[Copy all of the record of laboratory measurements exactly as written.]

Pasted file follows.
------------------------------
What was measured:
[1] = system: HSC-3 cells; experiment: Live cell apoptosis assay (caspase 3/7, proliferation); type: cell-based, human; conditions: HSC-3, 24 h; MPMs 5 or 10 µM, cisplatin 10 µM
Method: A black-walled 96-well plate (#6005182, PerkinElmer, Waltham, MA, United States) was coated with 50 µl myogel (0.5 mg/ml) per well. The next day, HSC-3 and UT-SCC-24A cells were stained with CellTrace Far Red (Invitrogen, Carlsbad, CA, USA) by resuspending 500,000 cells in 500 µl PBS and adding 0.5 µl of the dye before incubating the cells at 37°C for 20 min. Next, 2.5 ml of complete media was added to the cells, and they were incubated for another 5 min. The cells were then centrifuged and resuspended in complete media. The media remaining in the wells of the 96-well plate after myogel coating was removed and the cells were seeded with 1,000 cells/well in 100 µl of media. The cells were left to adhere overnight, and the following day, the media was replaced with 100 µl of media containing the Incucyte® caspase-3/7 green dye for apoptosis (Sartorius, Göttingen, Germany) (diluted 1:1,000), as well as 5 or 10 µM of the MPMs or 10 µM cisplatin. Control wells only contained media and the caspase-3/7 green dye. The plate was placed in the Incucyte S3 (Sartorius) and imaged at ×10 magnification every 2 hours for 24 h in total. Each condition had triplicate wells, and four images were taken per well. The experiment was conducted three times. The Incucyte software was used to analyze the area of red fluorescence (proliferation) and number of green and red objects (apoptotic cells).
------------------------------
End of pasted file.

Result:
What was measured:
[1] = system: HSC-3 cells; experiment: Live cell apoptosis assay (caspase 3/7, proliferation); type: cell-based, human; conditions: HSC-3, 24 h; MPMs 5 or 10 µM, cisplatin 10 µM
Method: A black-walled 96-well plate (#6005182, PerkinElmer, Waltham, MA, United States) was coated with 50 µl myogel (0.5 mg/ml) per well. The next day, HSC-3 and UT-SCC-24A cells were stained with CellTrace Far Red (Invitrogen, Carlsbad, CA, USA) by resuspending 500,000 cells in 500 µl PBS and adding 0.5 µl of the dye before incubating the cells at 37°C for 20 min. Next, 2.5 ml of complete media was added to the cells, and they were incubated for another 5 min. The cells were then centrifuged and resuspended in complete media. The media remaining in the wells of the 96-well plate after myogel coating was removed and the cells were seeded with 1,000 cells/well in 100 µl of media. The cells were left to adhere overnight, and the following day, the media was replaced with 100 µl of media containing the Incucyte® caspase-3/7 green dye for apoptosis (Sartorius, Göttingen, Germany) (diluted 1:1,000), as well as 5 or 10 µM of the MPMs or 10 µM cisplatin. Control wells only contained media and the caspase-3/7 green dye. The plate was placed in the Incucyte S3 (Sartorius) and imaged at ×10 magnification every 2 hours for 24 h in total. Each condition had triplicate wells, and four images were taken per well. The experiment was conducted three times. The Incucyte software was used to analyze the area of red fluorescence (proliferation) and number of green and red objects (apoptotic cells).